Skip to Main Content
It looks like you're using Internet Explorer 11 or older. This website works best with modern browsers such as the latest versions of Chrome, Firefox, Safari, and Edge. If you continue with this browser, you may see unexpected results.
Competing Truths by
Publication Date: 2001-08-01
Recent books about the relationship between science and theology have generally taken one of two positions. Some argue that the differences between the two disciplines are irreconcilable, and there can be no constructive conversation between the two. Others argue that there should be a genuine rapprochement between the two since they are both truth-seeking disciplines.Richard Coleman disagrees with both approaches, and argues that theology and science are sibling rivals competing for the attention of truth seekers. In Competing Truths he contends that, in the Renaissance, theology lost its place as "queen of the sciences" thanks to the combative nature of its "sibling," science. Although science did not reign in the same way as theology did-mainly because science itself was displaced by philosophy-it sought to answer the same questions that theology did. This book places the conversation between theology and science in its broadest possible context, pushing both scientists and theologians past the paradigms of comparison and contrast, opposition and competition. Coleman recommends that both siblings use the model of narrative truth to connect the word-truth of theology with the fact-like statements of science, since narrative truth has the potential to connect decisive events in a way that teases out their significance and meaning. Coleman's helpful historical surveys and his constructive arguments will galvanize scientists and theologians to challenge each other, while still seeking truth in their own particular traditions.Richard J. Coleman is a minister in the United Church of Christ, a participant in the pastor-theologian program sponsored by the Center for Theological Inquiry at Princeton, and the author of Issues of Theological Conflict. He lives in Pembroke, Massachusetts.
Rethinking Theology and Science by
Publication Date: 1998-07-01
Six leading American and European scholars here rethink the relationship of theology and science under the growing challenge of today's cultural pluralism. Responding to books by the first generation of thinkers in the field, this volume is unique for the way it goes beyond the current, stereotyped methods for relating theology and science, offering instead six alternative models that also take seriously the current cultural shift away from modern thought forms. Contributors: Willem B. Drees, Niels Henrik Gregersen, Eberhard Herrmann, J. Wentzel van Huyssteen, Kees van Kooten Niekerk, and Fraser Watts.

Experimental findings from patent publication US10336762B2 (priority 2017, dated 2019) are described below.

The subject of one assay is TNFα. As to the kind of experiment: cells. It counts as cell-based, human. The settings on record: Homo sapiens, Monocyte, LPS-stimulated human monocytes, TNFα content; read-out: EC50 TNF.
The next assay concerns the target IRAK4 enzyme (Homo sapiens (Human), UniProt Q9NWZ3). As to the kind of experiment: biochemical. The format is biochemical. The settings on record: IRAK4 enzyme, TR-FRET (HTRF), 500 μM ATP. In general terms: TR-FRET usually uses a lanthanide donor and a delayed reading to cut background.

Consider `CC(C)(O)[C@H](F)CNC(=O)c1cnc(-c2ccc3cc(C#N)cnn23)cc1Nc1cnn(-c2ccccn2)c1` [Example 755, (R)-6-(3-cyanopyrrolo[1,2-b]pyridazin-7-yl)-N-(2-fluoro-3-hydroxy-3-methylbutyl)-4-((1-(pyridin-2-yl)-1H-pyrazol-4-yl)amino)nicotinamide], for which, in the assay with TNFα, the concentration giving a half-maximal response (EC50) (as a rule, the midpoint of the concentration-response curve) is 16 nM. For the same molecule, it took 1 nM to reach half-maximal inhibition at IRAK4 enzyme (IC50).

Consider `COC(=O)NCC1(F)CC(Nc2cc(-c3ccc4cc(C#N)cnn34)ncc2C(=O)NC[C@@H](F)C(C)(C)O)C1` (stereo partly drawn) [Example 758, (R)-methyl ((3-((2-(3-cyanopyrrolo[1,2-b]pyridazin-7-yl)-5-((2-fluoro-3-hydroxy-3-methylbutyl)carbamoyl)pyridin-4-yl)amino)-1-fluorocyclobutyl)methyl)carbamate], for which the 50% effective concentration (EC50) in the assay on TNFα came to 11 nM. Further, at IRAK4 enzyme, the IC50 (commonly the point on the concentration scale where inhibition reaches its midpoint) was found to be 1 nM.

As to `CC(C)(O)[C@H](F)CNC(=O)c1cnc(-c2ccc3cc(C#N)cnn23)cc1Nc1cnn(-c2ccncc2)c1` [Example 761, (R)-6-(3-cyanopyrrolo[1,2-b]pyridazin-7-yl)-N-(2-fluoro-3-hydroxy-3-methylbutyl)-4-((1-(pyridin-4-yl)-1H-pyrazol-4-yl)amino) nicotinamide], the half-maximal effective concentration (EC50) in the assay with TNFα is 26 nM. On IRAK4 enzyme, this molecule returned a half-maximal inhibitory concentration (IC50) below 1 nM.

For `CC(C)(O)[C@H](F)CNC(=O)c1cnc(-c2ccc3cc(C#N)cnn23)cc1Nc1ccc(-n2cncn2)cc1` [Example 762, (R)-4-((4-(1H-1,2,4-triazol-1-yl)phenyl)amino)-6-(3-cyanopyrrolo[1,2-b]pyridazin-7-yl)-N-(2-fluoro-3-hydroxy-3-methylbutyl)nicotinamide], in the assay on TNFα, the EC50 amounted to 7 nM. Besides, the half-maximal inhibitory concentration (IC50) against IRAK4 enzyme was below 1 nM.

Science and Theology since Copernicus by
Publication Date: 2004-05-01
This book surveys the key developments in the natural sciences over the past 450 years and discusses all the main associated theological questions. It provides an outline of the present science and theology discourse and suggests how a scientific description of the world may be placed within a broad Christian context. Modern science has developed in three broad phases- the Scientific Revolution; the rise of geology and Darwin's theory of evolution; and the natural sciences of the 20th century. The first two phases are described through the work of leading scientific figures, from Copernicus to Newton and from Linnaeus to Darwin. The scene is thus set for a review of the lively science-theology discourse of the past half-century.
Theology As Interdisciplinary Inquiry by
Publication Date: 2017-03-10
Can a neuroscientist help a theologian interpret a medieval mystical text? Can a historian of religion help an anthropologist understand the effects of social cooperation on human evolution? Can a legal scholar and a theologian help each other think about how fear of God relates to respect for the law? In this volume leading scholars in ethics, theology, and social science sum up three years of study and conversation regarding the value of interdisciplinary theological inquiry. This is an essential and challenging collection for all who set out to think, write, teach, and preach theologically in the contemporary world.
Theology in the Public Square by
Publication Date: 2005-12-30
This imaginative study rethinks the nature of theology and its rolein universities. The author sketches out a fascinating project using examplesfrom US and UK institutions, whereby theology becomes atransformative force within universities. Imagines what a Christian university, in which all disciplineshave been theologized, would look like. Feeds into discussions about the religious identity ofdenominationally-linked colleges and universities. Forms part of a wider attempt to imagine a vital public rolefor theology that enables it to serve both the Church and the widercommunity.